Back in November of 2011, boxing icon Muhammad Ali gave the world a scare when it was revealed that the Greatest Of All Time (G.O.A.T.) was rushed to the hospital from his Arizona home after slipping in and out of consciousness.
Like a true champ, Ali didn’t stay down for the count. It was as if his long time trainer and corner man Bundini Brown was in his ear screaming at him to ‘Get up champ!’
So it stands to reason why everybody’s talking about the champ today as he turns 70 years young, it’s a testament to Ali’s character: fight ’til you can’t fight anymore.
Ali loves being on center stage, from winning gold in the 1960 Summer Olympics in Rome, to becoming the youngest heavyweight champ in boxing history by defeating Sonny Liston in Miami, Florida in 1964.
Ali always got up when knocked down. When “Smokin” Joe Frazier clocked him with a left hook in Madison Square Garden, he jumped to his feet like nothing happened.
But what do people remember most about the champ, what separated him from every other boxer of his era?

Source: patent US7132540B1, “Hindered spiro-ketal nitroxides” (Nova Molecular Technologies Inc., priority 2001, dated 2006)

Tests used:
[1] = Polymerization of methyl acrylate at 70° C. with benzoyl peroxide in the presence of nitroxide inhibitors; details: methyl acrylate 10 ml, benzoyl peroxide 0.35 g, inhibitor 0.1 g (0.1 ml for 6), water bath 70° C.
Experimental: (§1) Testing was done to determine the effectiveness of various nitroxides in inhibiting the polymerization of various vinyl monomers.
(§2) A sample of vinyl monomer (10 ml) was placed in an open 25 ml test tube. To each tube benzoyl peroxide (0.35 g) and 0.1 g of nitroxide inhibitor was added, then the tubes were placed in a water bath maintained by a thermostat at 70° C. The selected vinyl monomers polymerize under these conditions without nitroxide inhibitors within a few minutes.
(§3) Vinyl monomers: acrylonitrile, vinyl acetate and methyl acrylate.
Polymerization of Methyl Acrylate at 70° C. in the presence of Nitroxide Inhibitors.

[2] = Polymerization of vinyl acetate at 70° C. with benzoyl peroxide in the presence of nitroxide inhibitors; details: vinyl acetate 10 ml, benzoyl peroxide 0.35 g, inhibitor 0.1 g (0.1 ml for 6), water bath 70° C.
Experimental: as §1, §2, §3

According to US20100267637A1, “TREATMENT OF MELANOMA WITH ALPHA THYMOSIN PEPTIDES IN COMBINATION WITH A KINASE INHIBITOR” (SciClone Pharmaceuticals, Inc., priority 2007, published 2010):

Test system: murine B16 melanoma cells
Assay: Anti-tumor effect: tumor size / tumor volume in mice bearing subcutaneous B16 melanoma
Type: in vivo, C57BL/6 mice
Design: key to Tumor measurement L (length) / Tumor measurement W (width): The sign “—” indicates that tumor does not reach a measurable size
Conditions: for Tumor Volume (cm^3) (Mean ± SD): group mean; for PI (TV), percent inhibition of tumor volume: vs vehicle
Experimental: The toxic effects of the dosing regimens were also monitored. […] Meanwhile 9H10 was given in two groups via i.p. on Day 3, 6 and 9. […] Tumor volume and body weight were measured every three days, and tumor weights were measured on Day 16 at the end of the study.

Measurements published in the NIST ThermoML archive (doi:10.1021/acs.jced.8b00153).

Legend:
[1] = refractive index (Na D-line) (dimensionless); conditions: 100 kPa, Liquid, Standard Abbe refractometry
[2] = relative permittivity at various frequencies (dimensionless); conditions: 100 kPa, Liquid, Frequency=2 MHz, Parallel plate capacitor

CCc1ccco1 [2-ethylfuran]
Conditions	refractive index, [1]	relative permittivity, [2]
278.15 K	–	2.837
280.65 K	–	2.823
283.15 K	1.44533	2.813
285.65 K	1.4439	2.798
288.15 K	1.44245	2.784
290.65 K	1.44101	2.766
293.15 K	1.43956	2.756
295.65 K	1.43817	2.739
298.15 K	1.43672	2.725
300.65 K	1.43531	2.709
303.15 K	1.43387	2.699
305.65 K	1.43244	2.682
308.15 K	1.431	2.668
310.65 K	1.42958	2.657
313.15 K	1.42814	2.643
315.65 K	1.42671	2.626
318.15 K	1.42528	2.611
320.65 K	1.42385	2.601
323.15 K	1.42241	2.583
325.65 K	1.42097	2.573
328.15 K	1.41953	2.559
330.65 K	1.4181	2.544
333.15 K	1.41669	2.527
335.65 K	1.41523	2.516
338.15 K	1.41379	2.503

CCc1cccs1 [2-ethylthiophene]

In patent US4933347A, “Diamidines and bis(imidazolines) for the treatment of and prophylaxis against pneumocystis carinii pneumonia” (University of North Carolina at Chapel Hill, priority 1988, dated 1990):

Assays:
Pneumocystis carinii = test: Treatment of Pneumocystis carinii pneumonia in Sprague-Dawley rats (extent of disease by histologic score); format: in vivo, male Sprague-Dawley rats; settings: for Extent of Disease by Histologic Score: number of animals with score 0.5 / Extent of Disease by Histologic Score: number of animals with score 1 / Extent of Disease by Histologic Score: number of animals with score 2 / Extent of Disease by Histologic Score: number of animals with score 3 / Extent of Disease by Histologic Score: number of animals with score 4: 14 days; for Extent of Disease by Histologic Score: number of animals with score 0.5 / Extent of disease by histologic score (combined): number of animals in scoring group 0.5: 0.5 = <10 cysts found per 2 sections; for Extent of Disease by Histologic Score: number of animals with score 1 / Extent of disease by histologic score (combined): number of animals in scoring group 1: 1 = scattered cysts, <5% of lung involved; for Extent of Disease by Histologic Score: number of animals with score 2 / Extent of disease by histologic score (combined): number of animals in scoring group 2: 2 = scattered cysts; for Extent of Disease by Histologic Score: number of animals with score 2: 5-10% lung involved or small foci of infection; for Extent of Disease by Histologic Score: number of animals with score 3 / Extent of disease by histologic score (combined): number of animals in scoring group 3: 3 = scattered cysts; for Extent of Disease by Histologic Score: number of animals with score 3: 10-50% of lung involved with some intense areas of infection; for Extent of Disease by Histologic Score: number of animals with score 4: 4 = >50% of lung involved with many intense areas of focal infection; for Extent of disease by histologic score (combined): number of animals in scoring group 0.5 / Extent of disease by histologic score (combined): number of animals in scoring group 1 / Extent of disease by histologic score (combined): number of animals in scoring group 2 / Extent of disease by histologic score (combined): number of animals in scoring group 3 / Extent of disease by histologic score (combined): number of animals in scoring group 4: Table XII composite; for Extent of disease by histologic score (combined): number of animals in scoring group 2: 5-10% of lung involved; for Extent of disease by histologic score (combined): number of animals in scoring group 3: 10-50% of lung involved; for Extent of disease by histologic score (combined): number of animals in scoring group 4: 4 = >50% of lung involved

It was his gift of gab that drew everyone to Ali, the ability to out-talk and get inside the head of his opponents.
His verbal prowess was unmatched; he’d beat you with his mouth before he even threw a punch.
But as Ali threw the verbal punches and short jabs, the man who was constantly in his ear was assistant trainer Bundini Brown.
Brown served as one of Ali’s speechwriters, as well as his trainer and corner-man. Brown wrote poems and coined Ali’s most famous and oft-quoted:
“Float like a butterfly, sting like a bee, your hands can’t hit what your eyes can’t see.”
Everybody needs a Bundini Brown in their ear from time to time to bring out the best in them; the annoying bee buzzing in your ear so much it becomes an extension of your personality.
Bundini was a self-made man; he dropped out of the eighth grade and lied about his age to join the Navy as a mess boy at age 13.
He became a Merchant Marine and spent over 12 years traveling the world, later finding himself part of Sugar Ray Robinson’s entourage as a corner man.
After spending close to 30 years with Ali, Bundini died in September of 1987 at the age of 57.
The colorful clown in Ali’s corner was not only was the greatest hype man in history, but cemented himself as the mouthpiece for the greatest boxer of all time.
Today’s jab throwers are their own sh*t talkers, Floyd Mayweather Jr., Bernard Hopkins and Roy Jones Jr. come to mind, but they’ll never be another Ali and Bundini.
What would it be like if Ali and Bundini had a Twitter account today?
Cheers to the champ on his 70th birthday and a special salute to Bundini Brown, the oftentimes forgotten piece of Ali’s legacy.